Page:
Each year during April the Global Centre for the Responsibility to Protect solemnly observes Genocide Prevention and Awareness Month, marking the grim anniversaries of the start of several genocides in the past century. This month of commemoration is a time to honor all the victims and survivors of past atrocity crimes not only by remembering, but by redoubling our efforts and commitment to “Never Again” for those around the world today who remain at risk of these unconscionable crimes. Memorialization of genocide and its victims is an essential part of atrocity prevention.
On 6 April the siege of Sarajevo began during the Bosnian War. For nearly four years the Bosnian Serb Army besieged the city and subjected the population to heavy bombardment and shelling, killing more than 11,000 people. Atrocities were perpetrated throughout the Bosnian War, including ethnic cleansing campaigns, systematic mass rape and the 1995 genocide in Srebrenica.
On 7 April the international community commemorates the 29th anniversary of the start of the 1994 genocide against the Tutsi in Rwanda. Over the course of a 100-day period between April and July approximately one million Rwandans were murdered in the fastest genocide of the twentieth century. Despite clear and credible warnings from those within Rwanda, the United Nations and its member states failed to take timely and decisive action to prevent the impending genocide.
On 17 April 1975 the “Khmer Rouge” seized power in Cambodia, where they used state authority to perpetrate a genocideAll Cambodians were deprived of their basic human rights and those deemed “enemies of the people” were murdered in the notorious “killing fields.” The Khmer Rouge also systematically targeted minority religious and ethnic communities for destruction. An estimated 1.7 million Cambodians lost their lives, but political divisions amongst the permanent members of the UN Security Council meant that the world largely ignored these crimes until after the Khmer Rouge were overthrown in January 1979.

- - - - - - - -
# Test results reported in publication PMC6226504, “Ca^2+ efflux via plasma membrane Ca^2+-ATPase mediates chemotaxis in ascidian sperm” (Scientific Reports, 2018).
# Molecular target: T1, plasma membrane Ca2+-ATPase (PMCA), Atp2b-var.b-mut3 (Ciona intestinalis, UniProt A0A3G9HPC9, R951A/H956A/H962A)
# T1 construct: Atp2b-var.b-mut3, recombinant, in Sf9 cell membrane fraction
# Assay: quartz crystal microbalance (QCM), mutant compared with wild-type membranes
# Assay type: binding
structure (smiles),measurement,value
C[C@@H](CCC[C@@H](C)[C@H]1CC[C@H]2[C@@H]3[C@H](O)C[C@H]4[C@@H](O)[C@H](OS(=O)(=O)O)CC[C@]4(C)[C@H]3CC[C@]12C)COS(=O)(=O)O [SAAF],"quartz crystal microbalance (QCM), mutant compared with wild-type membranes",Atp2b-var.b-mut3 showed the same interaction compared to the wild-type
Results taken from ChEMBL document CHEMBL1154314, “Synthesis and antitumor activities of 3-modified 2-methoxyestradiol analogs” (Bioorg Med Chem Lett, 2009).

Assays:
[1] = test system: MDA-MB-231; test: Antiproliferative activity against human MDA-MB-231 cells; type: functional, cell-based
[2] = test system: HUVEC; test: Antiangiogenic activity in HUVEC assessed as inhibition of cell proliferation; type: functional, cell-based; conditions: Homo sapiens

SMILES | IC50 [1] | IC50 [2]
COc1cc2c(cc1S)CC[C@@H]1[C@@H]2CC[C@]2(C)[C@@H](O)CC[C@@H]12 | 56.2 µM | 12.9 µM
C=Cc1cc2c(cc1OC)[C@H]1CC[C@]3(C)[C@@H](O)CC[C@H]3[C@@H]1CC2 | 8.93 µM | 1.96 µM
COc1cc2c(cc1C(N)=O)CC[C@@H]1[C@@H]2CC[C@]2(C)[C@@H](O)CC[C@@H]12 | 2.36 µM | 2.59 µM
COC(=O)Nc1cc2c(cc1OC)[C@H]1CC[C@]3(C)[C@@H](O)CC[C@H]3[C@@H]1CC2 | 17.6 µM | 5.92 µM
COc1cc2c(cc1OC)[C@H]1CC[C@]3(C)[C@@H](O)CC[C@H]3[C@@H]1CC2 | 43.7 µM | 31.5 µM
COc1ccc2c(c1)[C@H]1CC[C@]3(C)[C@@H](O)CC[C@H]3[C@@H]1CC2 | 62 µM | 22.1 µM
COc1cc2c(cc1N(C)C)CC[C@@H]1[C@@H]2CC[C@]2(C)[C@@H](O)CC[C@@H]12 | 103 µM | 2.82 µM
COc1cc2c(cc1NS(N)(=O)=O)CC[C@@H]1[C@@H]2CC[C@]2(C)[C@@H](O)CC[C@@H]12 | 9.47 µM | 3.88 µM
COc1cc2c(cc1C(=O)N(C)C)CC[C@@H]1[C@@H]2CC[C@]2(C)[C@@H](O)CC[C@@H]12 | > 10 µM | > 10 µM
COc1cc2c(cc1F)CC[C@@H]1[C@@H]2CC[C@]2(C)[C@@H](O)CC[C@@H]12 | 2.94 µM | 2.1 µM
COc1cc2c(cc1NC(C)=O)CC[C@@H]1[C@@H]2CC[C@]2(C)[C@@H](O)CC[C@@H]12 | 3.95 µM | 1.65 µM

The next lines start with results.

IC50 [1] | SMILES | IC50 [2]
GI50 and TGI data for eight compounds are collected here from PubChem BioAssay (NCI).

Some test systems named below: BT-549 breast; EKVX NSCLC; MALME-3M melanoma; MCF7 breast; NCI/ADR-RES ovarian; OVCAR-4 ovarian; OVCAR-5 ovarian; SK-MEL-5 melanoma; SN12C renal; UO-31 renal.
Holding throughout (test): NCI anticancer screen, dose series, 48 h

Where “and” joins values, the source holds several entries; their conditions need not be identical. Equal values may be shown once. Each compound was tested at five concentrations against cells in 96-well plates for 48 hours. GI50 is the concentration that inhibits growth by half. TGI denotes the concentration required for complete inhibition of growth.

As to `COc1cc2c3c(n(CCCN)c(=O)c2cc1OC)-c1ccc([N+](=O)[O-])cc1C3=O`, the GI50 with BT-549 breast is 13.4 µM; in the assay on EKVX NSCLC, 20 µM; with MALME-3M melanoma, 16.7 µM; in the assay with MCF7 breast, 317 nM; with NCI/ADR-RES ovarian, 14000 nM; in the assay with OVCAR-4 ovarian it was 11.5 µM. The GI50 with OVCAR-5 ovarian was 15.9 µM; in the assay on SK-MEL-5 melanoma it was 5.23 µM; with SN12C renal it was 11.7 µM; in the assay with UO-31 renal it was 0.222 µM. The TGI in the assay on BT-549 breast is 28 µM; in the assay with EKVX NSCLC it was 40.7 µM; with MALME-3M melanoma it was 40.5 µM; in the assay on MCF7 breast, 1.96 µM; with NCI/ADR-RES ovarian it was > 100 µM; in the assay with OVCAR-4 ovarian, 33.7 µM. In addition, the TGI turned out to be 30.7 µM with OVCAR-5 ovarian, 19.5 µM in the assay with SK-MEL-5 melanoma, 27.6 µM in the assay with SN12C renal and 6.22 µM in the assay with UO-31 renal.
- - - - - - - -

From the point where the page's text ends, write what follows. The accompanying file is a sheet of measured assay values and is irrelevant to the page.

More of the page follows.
Starting on 24 April 1915 over one million Armenians living under Ottoman Empire rule were targeted and killed during mass deportations. Armenian property and cultural institutions were pillaged, while thousands of women were abducted and forced into religious conversion. The systematic attempt to destroy the Armenian people was genocide.
Throughout April we also commemorate the liberation of several major Nazi concentration camps during 1945, including Buchenwald, Dachau, Dora-Mittlebau, Flossenbürg and Bergen-Belsen. During the Holocaust, Nazi Germany and its allies systematically persecuted and murdered six million Jews, large numbers of whom were detained and exterminated in concentration camps.
As we approach the 75th anniversary of the adoption of the Convention on the Prevention and Punishment of the Crime of Genocide, these anniversaries serve as reminders from history that the world should no longer tolerate political indifference and inaction whenever and wherever populations face an imminent risk of genocide and other mass atrocity crimes. As we observe this Genocide Prevention and Awareness Month, populations around the world continue to face the threat of genocide and other mass atrocity crimes not for anything they have done, but for who they are. It is for this reason that the relentless and consistent implementation of the Responsibility to Protect is more important than ever.
We hope that during this Genocide Prevention and Awareness Month member states recommit to upholding their enduring moral and political responsibility to protect the world’s most vulnerable populations and take timely and effective action wherever and whenever atrocity crimes are threatened. This solemn responsibility must be upheld with consistency, courage and without exception.